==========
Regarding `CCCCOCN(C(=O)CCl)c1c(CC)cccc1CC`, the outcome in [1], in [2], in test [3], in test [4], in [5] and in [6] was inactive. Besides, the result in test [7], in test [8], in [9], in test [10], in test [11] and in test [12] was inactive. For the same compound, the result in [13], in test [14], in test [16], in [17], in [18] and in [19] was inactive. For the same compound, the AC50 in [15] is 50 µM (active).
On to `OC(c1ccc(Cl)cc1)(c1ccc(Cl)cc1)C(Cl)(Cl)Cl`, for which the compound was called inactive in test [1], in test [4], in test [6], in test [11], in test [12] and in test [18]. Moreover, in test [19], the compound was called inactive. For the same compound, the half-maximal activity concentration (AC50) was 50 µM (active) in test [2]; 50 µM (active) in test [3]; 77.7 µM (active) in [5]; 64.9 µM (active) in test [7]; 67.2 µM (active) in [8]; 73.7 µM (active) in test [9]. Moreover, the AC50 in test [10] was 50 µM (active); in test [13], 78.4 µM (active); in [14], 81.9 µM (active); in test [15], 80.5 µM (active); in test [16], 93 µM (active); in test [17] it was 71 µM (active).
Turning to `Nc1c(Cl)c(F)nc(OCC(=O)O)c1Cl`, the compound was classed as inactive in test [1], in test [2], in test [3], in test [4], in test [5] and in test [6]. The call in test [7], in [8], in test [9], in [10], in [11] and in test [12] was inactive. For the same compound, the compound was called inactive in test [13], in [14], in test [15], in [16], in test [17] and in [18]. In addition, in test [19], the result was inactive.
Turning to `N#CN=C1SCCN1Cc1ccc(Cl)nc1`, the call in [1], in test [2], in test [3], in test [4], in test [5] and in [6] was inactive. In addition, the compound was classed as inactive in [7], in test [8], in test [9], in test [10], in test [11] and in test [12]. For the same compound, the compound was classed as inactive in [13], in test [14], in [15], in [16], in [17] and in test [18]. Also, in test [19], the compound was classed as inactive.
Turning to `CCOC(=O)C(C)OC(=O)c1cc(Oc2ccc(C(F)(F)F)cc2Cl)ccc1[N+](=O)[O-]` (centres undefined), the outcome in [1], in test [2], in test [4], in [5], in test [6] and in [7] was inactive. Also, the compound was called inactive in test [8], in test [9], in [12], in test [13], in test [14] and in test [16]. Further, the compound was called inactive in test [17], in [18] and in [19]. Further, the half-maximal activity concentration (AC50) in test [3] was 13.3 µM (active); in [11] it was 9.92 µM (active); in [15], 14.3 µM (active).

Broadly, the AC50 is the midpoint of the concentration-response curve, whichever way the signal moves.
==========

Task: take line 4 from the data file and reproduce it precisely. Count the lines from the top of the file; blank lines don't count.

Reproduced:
Turning to `N#CN=C1SCCN1Cc1ccc(Cl)nc1`, the call in [1], in test [2], in test [3], in test [4], in test [5] and in [6] was inactive. In addition, the compound was classed as inactive in [7], in test [8], in test [9], in test [10], in test [11] and in test [12]. For the same compound, the compound was classed as inactive in [13], in test [14], in [15], in [16], in [17] and in test [18]. Also, in test [19], the compound was classed as inactive.